Never miss a story

Get subscribed to our newsletter


×
These findings are detailed in the new Brown to Green Report 2019 published by the Climate Transparency partnership, an international research collaboration. Pixabay

Carbon emissions from the world’s 20 biggest economies, including India, are rising, and the countries have to increase their emission targets that will put them on track to limit global warming to 1.5 degrees Celsius, a report by Climate Transparency said on Monday.

To keep the Paris Agreement’s 1.5 degrees goal within reach, G20 countries will have to increase their 2030 emission targets by 2020 and significantly scale up mitigation, adaptation and finance over the next decade.


The report also said that none of the G20 countries have plans that will help them achieve the target.

These findings are detailed in the new Brown to Green Report 2019 published by the Climate Transparency partnership, an international research collaboration.


To keep the Paris Agreement’s 1.5 degrees goal within reach, G20 countries will have to increase their 2030 emission targets by 2020 and significantly scale up mitigation, adaptation and finance over the next decade. Pixabay

The report is the most comprehensive review of G20 countries’ climate performance, mapping achievements and drawbacks in their efforts to reduce emissions, adapt to climate impacts and green the financial system.

Many of the current 2030 climate targets under the Paris Agreement (Nationally Determined Contributions or NDCs) are too weak, with about half of the G20 countries projected to meet or overachieve their inadequate NDCs.

There is plenty of room for enhanced ambition among all G20 countries.

“Among the G20 countries, India has the most ambitious NDC. However, it still needs real action now to prepare the different sectors for stringent emission reductions,” The Energy and Resources Institute (TERI) Programme Director (Earth Science and Climate Change) R.R. Rashmi said.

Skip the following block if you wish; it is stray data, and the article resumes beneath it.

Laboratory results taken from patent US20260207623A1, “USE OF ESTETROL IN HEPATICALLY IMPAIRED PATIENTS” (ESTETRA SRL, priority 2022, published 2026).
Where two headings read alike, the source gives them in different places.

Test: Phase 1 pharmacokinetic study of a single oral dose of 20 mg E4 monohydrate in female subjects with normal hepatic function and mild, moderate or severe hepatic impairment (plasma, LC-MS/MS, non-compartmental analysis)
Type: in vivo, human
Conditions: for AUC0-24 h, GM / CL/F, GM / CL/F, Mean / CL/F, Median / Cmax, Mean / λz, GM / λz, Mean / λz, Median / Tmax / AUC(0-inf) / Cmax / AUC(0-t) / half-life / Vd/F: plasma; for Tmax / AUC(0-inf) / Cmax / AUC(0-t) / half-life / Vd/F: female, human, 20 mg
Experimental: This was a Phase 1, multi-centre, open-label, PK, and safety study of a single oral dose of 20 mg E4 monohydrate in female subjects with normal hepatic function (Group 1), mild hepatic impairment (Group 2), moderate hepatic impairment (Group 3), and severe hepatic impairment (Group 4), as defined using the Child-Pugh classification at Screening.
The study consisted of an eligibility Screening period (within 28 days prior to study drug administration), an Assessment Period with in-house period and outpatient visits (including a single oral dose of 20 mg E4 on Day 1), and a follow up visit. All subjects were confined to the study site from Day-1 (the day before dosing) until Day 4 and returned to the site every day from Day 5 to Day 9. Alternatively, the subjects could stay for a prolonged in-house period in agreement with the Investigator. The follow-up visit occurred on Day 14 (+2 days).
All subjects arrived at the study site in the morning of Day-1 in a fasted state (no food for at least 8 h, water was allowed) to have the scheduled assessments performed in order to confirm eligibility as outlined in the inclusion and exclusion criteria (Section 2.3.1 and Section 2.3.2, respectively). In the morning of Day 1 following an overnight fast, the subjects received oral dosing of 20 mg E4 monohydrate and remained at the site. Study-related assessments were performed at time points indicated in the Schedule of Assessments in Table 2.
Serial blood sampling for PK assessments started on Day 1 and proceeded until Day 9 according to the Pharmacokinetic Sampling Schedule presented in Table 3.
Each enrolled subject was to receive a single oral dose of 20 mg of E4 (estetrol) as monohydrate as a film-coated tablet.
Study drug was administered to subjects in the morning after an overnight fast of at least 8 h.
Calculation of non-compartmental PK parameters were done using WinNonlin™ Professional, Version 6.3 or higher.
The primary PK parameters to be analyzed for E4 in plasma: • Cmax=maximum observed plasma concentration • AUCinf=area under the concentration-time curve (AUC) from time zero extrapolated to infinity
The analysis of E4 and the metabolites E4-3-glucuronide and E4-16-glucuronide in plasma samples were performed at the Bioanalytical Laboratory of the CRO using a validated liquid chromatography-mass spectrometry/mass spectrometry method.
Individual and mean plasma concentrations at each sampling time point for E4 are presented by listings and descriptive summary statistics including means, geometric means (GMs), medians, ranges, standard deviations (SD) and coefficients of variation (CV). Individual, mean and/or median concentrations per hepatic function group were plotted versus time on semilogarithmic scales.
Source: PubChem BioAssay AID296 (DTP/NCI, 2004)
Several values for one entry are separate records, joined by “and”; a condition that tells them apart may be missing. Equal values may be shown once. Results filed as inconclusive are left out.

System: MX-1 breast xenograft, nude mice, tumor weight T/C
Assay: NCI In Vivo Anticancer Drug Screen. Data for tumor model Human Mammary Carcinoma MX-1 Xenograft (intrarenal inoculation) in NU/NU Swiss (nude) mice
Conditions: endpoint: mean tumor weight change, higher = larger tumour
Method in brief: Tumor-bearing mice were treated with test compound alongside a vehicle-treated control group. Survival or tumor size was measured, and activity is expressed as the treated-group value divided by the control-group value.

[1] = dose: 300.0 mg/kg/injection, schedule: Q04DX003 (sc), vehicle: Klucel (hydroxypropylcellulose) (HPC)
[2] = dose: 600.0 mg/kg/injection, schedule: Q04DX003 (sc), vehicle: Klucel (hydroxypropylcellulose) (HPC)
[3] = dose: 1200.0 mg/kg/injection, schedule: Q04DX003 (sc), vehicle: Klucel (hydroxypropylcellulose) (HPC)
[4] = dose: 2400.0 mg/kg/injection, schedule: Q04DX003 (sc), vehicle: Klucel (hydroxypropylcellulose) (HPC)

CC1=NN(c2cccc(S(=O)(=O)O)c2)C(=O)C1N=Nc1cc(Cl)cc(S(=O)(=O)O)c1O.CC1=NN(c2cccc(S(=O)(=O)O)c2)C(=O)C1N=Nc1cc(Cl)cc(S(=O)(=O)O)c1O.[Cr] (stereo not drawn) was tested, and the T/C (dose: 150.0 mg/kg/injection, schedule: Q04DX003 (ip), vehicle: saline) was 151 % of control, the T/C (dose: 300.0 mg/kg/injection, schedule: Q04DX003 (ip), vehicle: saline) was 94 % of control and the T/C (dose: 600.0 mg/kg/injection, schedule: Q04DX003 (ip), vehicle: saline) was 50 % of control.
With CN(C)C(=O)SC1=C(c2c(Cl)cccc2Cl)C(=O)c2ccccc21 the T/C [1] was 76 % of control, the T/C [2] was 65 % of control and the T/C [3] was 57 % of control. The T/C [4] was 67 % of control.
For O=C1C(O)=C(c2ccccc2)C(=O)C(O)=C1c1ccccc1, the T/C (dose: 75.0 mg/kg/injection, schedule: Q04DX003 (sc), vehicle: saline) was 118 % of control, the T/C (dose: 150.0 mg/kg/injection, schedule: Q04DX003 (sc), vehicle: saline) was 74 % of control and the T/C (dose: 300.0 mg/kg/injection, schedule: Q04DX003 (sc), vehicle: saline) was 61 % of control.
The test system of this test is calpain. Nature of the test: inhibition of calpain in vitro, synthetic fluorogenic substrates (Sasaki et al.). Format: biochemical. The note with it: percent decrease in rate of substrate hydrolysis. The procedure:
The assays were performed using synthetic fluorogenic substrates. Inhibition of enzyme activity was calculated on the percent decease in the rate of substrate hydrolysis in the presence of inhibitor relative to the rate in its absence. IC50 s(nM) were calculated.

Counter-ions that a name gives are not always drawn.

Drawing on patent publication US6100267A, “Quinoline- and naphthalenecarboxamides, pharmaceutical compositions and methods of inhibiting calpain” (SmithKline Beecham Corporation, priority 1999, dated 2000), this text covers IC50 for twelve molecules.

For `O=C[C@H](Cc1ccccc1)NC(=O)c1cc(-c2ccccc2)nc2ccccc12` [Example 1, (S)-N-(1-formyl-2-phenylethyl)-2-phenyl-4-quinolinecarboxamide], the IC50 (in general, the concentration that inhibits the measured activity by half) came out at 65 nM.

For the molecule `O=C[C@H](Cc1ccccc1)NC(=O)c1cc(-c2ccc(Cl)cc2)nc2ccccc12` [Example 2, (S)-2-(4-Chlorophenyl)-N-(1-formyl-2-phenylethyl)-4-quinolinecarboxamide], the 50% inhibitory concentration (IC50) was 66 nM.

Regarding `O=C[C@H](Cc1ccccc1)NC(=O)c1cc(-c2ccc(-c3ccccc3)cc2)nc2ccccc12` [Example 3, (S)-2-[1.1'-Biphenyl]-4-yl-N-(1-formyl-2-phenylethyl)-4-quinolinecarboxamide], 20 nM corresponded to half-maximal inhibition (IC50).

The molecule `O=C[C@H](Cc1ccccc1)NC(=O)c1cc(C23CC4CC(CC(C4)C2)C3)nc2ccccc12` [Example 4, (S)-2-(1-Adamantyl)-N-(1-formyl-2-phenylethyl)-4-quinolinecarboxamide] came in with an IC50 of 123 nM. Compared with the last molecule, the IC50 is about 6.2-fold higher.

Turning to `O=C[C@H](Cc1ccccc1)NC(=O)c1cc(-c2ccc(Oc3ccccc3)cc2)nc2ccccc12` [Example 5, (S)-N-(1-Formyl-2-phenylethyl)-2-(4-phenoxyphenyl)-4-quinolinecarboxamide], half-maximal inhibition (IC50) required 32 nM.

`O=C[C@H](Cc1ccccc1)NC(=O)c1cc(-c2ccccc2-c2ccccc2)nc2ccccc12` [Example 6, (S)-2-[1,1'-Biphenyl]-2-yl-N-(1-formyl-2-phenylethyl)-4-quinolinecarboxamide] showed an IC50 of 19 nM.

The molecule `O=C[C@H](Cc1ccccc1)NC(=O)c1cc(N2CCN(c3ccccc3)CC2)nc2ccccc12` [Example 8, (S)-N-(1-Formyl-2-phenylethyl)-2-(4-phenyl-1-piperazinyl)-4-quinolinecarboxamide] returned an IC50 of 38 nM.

Also Read- Successful Bariatric Surgery Among Older Adults: Study

Energy-related carbon dioxide emissions in G20 countries shot up by 1.8 per cent in 2018 due to rising energy demand, the report said.

Energy supply is not getting cleaner: despite a more than five per cent rise in G20 total renewable energy supply in 2018, the share of fossil fuels in the G20 energy mix remains at 82 per cent.

In 2018, G20 emissions in the power sector increased by 1.6 per cent. While renewables now account for 25.5 per cent of power generation, this is not sufficient to outweigh the growth of emissions from fossil fuel sources.

Coal needs to be phased out by 2030 in Organisation for Economic Co-operation and Development (OECD) countries and by 2040 globally, said the report.


The report also said that none of the G20 countries have plans that will help them achieve the target. Pixabay

G20 transport emissions increased by 1.2 per cent in 2018. Low-carbon fuels accounted for less than six per cent of the fuel mix. They need to increase roughly 10 times by 2050 to keep global warming below 1.5 degrees Celsius.

G20 countries need to scale up their policies to ban new fossil fuel cars by 2035 at the latest, reduce emissions from freight transport to net-zero by 2050 and shift towards non-motorised and sustainable public transport.

Cutting government subsidies to the aviation sector, taxing jet fuel and using revenues to invest massively in new carbon free fuels would leverage huge emissions reductions and health benefits.

Also G20 emissions in the building sector grew more than in any other sector in 2018 (4.1 per cent). Retrofitting existing buildings challenges all G20 and especially OECD countries. New buildings have to be near zero-energy by 2020-25 to keep global warming below 1.5 degrees.